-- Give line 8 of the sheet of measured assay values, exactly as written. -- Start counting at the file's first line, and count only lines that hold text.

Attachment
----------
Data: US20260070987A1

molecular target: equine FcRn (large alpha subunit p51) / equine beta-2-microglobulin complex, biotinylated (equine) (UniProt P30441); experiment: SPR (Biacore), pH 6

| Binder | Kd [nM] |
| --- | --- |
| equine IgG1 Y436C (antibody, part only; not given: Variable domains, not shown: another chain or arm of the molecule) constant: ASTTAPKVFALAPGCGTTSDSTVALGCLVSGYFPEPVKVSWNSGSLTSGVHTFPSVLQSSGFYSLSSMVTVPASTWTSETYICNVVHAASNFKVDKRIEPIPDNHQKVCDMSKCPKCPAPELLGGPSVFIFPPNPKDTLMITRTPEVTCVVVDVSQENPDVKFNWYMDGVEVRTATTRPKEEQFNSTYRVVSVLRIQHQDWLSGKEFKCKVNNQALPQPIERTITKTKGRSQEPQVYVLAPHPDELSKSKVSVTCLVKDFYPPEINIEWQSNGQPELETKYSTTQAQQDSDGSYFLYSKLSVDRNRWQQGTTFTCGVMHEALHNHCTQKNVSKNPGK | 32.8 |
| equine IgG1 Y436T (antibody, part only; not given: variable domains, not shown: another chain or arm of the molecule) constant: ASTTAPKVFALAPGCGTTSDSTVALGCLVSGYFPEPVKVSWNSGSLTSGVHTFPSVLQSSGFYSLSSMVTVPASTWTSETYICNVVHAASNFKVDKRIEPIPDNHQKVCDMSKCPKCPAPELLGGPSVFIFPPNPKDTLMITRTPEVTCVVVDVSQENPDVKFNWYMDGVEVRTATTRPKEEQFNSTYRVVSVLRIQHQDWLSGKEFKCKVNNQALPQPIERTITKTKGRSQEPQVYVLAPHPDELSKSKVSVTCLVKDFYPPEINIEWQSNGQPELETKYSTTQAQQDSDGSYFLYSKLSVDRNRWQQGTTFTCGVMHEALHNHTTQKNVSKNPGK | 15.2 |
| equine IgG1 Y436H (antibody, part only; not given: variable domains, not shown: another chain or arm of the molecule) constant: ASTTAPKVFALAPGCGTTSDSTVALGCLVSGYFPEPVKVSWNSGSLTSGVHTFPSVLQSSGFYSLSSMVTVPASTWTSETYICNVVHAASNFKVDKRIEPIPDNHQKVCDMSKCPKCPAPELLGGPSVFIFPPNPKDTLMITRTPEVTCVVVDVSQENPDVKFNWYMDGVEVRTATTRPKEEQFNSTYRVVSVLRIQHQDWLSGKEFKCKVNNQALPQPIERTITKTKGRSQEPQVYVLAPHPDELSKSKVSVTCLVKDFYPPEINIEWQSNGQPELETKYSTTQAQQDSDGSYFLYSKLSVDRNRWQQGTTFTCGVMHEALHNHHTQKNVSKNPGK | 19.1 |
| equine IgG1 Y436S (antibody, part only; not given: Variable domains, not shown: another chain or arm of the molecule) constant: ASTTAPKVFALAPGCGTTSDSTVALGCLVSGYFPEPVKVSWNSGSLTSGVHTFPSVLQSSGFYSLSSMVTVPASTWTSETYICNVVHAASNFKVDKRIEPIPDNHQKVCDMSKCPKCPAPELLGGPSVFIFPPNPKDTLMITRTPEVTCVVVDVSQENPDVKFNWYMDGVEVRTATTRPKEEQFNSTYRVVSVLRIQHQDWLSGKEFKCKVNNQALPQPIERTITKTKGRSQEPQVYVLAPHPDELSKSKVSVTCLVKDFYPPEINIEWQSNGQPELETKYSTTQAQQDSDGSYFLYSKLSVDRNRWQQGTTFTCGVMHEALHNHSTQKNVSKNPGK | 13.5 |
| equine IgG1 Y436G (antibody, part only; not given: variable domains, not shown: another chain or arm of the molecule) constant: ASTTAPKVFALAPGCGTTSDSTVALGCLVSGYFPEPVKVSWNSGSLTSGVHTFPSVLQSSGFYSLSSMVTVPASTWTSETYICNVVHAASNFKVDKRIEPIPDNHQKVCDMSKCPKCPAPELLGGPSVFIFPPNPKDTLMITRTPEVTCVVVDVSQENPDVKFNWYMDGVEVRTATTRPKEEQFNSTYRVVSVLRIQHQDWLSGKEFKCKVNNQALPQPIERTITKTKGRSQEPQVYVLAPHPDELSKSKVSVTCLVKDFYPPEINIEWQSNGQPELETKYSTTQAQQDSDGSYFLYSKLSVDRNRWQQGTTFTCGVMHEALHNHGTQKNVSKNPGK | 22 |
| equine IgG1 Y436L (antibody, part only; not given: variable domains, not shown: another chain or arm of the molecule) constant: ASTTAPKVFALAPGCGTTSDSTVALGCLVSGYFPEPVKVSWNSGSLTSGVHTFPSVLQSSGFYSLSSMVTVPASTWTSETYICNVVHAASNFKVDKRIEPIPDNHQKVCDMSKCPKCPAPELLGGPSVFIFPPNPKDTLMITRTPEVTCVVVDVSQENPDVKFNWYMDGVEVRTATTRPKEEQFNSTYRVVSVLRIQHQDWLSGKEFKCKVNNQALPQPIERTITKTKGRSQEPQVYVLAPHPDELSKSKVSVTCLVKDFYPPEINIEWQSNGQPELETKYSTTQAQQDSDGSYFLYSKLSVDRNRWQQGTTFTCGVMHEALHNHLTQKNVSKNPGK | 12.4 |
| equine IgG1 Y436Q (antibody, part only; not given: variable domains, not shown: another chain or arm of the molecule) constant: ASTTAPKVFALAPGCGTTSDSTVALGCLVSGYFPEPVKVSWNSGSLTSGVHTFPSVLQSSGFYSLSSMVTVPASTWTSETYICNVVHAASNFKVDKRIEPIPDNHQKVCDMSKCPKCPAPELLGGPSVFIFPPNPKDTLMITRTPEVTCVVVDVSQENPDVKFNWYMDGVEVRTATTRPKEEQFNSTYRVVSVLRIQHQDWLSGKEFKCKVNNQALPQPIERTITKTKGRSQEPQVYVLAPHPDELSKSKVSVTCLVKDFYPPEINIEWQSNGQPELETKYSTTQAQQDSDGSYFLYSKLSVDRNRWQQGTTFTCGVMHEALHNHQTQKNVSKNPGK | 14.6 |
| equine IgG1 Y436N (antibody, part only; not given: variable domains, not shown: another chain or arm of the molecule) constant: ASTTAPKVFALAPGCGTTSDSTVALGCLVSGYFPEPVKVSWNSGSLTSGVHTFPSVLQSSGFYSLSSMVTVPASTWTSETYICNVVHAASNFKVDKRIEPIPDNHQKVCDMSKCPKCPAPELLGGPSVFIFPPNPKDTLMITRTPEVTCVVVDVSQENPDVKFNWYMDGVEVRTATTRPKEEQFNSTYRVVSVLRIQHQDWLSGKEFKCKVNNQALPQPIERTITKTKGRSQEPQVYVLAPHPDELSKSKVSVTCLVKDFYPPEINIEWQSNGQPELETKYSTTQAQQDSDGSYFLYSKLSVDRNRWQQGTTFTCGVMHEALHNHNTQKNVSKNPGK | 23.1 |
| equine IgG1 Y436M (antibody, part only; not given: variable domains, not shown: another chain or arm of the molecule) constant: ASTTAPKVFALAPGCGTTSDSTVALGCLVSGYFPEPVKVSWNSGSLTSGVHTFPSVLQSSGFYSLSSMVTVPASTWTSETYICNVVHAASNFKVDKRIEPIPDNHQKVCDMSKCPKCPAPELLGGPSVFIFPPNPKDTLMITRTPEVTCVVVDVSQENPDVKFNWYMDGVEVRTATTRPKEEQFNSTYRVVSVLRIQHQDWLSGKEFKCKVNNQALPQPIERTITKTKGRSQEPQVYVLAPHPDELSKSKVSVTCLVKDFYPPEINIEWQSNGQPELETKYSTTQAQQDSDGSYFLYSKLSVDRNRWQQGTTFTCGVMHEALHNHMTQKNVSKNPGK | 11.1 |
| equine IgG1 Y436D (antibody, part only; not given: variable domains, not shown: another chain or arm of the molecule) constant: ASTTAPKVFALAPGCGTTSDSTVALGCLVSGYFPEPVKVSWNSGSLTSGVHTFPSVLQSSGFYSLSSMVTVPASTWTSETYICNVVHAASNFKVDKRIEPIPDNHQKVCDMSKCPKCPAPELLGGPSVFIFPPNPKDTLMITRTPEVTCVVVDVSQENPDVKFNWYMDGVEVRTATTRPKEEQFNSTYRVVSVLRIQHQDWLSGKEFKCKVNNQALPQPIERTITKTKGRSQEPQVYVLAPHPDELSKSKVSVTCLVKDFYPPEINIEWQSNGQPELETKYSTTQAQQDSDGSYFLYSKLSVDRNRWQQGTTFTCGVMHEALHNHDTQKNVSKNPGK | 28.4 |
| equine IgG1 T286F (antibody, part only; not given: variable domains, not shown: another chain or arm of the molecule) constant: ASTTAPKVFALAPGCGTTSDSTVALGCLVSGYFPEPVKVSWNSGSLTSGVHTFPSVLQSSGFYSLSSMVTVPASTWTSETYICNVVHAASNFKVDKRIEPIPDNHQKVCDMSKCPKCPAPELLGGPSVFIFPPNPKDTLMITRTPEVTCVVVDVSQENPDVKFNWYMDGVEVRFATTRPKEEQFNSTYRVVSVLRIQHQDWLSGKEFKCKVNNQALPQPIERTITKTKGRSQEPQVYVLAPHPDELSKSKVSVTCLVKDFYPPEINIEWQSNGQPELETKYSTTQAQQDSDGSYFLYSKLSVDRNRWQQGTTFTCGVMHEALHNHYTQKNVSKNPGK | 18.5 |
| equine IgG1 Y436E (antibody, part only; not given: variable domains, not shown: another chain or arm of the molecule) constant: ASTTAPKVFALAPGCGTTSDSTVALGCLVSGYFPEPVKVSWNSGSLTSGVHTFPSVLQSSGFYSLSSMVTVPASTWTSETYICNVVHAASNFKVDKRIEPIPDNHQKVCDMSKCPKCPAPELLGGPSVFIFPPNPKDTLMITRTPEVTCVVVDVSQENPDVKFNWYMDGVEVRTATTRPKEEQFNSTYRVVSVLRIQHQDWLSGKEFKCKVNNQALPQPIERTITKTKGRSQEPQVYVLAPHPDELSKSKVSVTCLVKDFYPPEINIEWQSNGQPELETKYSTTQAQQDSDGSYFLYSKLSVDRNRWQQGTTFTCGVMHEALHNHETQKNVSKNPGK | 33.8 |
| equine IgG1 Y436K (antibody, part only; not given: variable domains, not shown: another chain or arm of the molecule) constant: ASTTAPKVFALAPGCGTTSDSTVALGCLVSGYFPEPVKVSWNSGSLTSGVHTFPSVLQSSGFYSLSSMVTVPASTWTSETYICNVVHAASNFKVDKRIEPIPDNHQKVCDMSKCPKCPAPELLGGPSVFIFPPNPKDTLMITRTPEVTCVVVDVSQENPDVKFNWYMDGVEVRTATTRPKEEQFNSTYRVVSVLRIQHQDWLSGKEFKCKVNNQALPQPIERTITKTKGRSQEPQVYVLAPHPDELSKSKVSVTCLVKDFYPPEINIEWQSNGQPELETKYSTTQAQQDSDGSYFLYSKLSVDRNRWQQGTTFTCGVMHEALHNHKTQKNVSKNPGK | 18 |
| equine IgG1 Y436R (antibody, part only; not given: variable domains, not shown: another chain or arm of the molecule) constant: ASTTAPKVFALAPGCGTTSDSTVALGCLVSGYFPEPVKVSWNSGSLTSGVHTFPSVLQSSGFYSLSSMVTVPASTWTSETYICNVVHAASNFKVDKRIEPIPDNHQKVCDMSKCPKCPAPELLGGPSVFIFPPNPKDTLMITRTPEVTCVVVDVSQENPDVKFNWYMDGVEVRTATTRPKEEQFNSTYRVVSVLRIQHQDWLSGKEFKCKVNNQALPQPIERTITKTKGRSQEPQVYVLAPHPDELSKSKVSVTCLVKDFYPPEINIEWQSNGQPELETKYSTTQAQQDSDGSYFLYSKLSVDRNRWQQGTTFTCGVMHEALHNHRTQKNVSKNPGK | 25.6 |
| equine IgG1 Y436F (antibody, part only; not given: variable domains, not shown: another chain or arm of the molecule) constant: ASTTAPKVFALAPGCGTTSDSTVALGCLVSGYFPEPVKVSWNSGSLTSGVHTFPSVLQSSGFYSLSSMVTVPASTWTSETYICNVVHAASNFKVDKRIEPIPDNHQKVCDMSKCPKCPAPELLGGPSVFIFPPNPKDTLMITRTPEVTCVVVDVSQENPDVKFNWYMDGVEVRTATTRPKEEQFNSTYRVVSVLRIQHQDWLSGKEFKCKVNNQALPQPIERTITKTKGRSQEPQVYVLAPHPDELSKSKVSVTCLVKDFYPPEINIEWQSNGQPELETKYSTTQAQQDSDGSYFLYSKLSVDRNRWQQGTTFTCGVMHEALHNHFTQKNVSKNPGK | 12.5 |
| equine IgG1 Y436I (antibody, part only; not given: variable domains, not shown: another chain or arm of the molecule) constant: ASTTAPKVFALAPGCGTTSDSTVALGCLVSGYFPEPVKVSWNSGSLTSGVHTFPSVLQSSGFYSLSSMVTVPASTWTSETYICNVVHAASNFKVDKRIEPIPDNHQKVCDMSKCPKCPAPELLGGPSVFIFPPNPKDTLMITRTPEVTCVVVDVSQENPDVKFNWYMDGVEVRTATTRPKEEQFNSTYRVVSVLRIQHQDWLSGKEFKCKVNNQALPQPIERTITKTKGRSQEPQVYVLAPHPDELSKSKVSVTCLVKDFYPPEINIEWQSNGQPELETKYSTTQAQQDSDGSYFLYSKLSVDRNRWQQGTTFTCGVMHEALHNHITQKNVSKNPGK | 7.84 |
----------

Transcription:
| equine IgG1 Y436S (antibody, part only; not given: Variable domains, not shown: another chain or arm of the molecule) constant: ASTTAPKVFALAPGCGTTSDSTVALGCLVSGYFPEPVKVSWNSGSLTSGVHTFPSVLQSSGFYSLSSMVTVPASTWTSETYICNVVHAASNFKVDKRIEPIPDNHQKVCDMSKCPKCPAPELLGGPSVFIFPPNPKDTLMITRTPEVTCVVVDVSQENPDVKFNWYMDGVEVRTATTRPKEEQFNSTYRVVSVLRIQHQDWLSGKEFKCKVNNQALPQPIERTITKTKGRSQEPQVYVLAPHPDELSKSKVSVTCLVKDFYPPEINIEWQSNGQPELETKYSTTQAQQDSDGSYFLYSKLSVDRNRWQQGTTFTCGVMHEALHNHSTQKNVSKNPGK | 13.5 |